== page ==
For any european woman born in the 19th century, pursuits including extensive solo travel, conversion to buddhism and running around with the likes of anarchists would have been strongly discouraged. Similarly, the idea of venturing into Tibet - a region which at the time was entirely off limits to foreigners would have been impossible. It could be a combination of these accomplishments that makes Alexandra David-Neel so interesting and admirable as not only an explorer, but a spiritualist, anarchist, feminist and writer (whose work and teachings just so happened to be an inspiration to beat poets Jack Kerouac and Allen Ginsberg and esotericist Benjamin Creme).
Born on 24 January 1868 in Paris, France to French and Belgian parents, Alexandra David-Néel started her adventures young by running away from home and attempting to walk to England. By 18 she was a member of many secret societies and had started writing for feminist journal ‘La Fronde’ while studying in in Madame Blavatsky's Theosophical Society.
Through inheriting a little money in 1891 David-Neel was able to travel to India and Sri Lanka for the first time for just over a year and promised to return. Fast forward through joining a cult, a career as an opera singer, a marriage and a few money issues she was able to return to India in 1911 to study sanskrit where she was the first european woman to be honoured by the College of Sanskrit in Benares with an honorary doctorate of philosophy. Upon arriving in Sikkim in 1912 she felt she needed to further her knowledge in buddhism and spent the next four years visiting every monastery in the region and learning everything she could. These years saw her meeting with the Dali Lama, learning the tibetan technique of tummo (where body heat is controlled by breathing) and living in a cave.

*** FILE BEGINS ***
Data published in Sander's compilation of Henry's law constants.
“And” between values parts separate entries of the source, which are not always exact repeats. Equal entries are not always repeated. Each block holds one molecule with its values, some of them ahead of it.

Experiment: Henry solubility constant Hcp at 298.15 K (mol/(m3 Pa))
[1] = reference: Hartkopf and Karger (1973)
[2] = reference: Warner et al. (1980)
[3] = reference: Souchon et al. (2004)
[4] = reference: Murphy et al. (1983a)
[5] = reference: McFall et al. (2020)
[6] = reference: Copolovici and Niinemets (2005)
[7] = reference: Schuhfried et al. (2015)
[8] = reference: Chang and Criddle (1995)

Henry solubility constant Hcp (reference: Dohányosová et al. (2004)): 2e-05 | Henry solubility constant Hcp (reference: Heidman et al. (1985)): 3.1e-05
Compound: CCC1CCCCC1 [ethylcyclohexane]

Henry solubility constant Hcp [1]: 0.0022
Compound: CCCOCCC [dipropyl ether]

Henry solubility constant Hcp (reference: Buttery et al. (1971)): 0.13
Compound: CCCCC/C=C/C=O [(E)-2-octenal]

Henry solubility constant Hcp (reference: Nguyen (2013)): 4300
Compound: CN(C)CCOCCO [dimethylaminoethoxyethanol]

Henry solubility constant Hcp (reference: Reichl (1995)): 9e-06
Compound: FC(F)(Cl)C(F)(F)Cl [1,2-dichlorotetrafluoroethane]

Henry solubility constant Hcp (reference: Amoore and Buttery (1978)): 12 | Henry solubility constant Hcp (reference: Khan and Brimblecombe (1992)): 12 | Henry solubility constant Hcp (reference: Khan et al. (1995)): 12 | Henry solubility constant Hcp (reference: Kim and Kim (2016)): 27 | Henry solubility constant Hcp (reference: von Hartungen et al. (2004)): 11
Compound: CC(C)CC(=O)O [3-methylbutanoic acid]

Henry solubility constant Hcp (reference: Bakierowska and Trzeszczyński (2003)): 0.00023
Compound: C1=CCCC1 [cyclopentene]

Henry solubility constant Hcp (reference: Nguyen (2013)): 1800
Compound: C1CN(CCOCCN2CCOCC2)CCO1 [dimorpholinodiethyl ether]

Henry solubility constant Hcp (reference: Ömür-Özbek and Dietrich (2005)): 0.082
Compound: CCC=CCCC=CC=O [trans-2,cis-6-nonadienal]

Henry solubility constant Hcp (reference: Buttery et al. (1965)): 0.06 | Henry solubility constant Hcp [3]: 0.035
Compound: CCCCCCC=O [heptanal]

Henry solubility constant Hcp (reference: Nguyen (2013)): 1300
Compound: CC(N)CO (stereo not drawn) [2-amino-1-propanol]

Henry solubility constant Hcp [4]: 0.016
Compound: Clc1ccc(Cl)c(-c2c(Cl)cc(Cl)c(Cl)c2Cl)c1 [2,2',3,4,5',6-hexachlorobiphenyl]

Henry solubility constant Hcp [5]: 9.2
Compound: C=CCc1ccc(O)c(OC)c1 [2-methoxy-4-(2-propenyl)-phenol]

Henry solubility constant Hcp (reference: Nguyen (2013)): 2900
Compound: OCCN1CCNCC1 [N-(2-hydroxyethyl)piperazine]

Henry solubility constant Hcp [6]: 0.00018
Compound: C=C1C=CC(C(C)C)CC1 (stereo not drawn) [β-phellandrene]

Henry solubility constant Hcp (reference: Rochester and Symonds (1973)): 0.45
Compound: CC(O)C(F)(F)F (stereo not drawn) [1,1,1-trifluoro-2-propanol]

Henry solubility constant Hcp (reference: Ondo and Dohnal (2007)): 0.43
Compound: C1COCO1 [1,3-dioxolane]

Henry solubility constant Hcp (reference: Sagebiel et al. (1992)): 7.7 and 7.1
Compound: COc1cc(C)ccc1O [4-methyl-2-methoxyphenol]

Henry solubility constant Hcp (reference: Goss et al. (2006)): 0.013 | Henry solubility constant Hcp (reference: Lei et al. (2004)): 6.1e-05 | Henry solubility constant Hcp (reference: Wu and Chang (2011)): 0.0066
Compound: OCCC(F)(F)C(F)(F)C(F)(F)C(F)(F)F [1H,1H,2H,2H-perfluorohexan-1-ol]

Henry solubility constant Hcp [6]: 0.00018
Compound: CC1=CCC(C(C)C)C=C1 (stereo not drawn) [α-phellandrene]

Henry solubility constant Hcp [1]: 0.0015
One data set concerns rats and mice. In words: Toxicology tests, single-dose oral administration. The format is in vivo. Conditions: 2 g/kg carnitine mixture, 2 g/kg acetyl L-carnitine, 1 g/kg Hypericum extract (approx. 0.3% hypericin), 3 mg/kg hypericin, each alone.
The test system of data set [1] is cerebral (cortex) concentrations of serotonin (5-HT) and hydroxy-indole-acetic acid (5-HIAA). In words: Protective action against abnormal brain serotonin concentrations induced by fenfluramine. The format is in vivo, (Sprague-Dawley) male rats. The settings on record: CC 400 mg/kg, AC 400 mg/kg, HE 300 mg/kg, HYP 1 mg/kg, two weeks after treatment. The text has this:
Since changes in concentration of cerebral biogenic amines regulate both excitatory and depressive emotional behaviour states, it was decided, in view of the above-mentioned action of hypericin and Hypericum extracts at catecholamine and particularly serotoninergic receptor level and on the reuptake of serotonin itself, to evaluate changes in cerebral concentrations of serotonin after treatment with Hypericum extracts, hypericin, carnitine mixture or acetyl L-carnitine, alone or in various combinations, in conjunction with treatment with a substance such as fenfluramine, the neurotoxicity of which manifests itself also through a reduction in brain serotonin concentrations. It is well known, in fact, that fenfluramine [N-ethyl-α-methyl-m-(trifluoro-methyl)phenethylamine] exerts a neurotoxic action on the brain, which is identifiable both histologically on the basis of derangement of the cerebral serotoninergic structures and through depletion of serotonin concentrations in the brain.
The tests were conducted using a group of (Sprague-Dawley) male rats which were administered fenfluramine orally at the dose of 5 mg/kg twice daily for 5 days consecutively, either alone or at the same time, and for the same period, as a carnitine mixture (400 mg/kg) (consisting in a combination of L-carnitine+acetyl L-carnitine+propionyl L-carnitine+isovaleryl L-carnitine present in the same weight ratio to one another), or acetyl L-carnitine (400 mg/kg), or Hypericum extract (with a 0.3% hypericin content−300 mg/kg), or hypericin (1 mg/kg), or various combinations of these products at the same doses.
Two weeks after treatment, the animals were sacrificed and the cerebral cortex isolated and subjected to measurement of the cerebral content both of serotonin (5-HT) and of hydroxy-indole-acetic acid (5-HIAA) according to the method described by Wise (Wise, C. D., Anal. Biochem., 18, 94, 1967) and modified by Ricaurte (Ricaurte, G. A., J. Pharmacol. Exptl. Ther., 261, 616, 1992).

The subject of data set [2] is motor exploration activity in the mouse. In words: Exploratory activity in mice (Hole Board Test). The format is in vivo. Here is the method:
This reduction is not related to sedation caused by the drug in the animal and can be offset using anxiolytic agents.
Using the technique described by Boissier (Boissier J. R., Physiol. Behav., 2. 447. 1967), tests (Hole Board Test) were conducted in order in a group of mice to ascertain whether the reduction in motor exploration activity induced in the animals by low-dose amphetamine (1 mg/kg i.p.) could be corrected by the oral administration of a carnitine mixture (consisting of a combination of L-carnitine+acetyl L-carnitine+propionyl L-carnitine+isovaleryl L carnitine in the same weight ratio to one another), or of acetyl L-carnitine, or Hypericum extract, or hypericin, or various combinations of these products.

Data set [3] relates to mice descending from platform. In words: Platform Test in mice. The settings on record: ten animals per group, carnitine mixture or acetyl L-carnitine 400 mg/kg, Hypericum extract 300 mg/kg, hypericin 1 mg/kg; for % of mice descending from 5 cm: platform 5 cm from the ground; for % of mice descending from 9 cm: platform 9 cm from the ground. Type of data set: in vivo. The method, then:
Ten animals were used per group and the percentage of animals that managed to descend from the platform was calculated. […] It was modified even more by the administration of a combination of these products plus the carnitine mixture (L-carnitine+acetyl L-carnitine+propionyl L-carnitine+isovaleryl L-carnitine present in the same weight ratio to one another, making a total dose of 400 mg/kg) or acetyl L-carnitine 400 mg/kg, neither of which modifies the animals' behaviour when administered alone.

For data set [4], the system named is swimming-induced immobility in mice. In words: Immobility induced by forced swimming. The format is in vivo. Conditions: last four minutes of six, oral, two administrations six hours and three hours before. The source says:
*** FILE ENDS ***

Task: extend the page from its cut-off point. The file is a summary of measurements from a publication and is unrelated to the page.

She met a young monk named Aphur Yongden, whom she would travel with and eventually adopt as her son. The pair ventured into Tibet on two occasions aiming to reach the city of Lhasa, crossing into a forbidden territory. Unfortunately the trips ended with her expulsion from Sikkim by the British authorities and saw her traveling again to India and then Japan.
However in 1916 she disguised herself as a beggar in heavy cloaks and dirt and made it back into Tibet with her son, merging among a crowd of pilgrims on their way to celebrate the Monlam Prayer festival, they finally made it to Lhasa.
Her stories, adventures and teachings have been shared globally, her most famous works being “My Journey to Lhasa”, “The Secret Oral Teachings in Tibetan Buddhist Sects” and “Magic and Mystery in Tibet” and she continued to travel and study well into her 70s, finally purchasing a property in France she would name ‘The Fortress of Meditation’. She died at the age of 101 at her home in Digne, her ashes were taken to Varanasi along with her son’s to be scattered in the Ganges.